Saturday, January 27, 2007
Click on photo to enlarge
This is a pocket bug. No, not really. Actually it's a "Rhaphigaster nebulosa". The german name is "Graue Gartenwanze" (grey garden bug).
So, why pocket bug? I'll tell you.
Some of my colleagues are aware now that I'm interested in dead insects.
Yesterday I heard that they "disposed" a dead bug out of the kitchen window into the freezing winter.
After work I searched and found a small grey dead bug on the window sill. I put the dead body it in a small box and stored it in the pocket of my jacket.
Tomorrow morning it was time to shoot some photos of the grey garden bug model. After opening the little box I realized that the bug wasn't dead at all. I shaked it on a piece of paper in front of my camera and it tried to run away immediately.
So I had a living bug in my pocket while visiting a friend in the hospital and while attending to a party. Very strange.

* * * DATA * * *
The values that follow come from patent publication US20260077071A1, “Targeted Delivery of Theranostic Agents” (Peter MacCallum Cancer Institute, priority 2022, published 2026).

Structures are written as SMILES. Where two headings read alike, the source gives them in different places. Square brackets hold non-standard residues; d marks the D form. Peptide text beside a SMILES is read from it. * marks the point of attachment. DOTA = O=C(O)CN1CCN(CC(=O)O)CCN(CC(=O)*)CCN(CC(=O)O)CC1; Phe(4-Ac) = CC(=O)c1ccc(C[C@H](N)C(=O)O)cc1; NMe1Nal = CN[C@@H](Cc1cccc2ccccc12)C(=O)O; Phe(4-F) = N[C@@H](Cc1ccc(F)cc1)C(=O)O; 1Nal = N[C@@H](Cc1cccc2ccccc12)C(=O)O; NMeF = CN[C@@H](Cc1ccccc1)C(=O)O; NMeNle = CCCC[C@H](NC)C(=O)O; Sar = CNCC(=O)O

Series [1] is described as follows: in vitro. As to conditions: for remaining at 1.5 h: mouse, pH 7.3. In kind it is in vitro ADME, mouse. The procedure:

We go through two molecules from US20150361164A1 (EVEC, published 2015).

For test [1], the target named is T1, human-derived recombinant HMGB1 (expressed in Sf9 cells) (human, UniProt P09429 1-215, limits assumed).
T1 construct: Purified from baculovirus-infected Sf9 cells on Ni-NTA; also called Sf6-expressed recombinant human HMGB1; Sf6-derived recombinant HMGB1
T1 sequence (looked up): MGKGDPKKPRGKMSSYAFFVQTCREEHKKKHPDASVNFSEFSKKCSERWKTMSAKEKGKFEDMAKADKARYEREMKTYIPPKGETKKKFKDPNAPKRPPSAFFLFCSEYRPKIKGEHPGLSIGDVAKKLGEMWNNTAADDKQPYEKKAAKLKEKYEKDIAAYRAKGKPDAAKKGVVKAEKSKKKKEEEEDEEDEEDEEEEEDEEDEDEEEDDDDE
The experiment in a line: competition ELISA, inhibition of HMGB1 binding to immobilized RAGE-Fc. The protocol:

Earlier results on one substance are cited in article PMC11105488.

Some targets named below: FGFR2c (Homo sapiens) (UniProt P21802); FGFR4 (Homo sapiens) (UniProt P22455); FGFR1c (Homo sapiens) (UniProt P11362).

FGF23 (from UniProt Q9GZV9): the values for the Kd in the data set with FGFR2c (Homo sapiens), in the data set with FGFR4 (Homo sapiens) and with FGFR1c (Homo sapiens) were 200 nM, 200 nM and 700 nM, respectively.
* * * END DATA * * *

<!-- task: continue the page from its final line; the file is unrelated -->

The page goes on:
Well, I guess for the bug it was way stranger to spent the night in the dark card box.
OK, it wasn't dead and my intention was to shoot only dead non-moving insects but it was here and therefore I tried a little photo session with it. Believe me, it's damn difficult to shoot a moving bug with a macro lens. I had to block it's way and shoo it back to the camera all the time.
I ended up screaming to the bug things like "you freeze immediately you f**ing crumb". I tell you what: It helped. The bug climbed a little wooden cube and sat still for a minute.
I'm pretty sure that it was the most terrible day in the bug's life so far.
After 10 minutes of photo shooting I dropped it back in the box and released it in the basement in some old plant. Hopefully it will survive the winter but I don't think I'll see it again.
Actually it should be very grateful to me because I saved it's life by picking it out of the snow.
Maybe I should switch to macro photos of stones or similar things that are definitely not moving, though.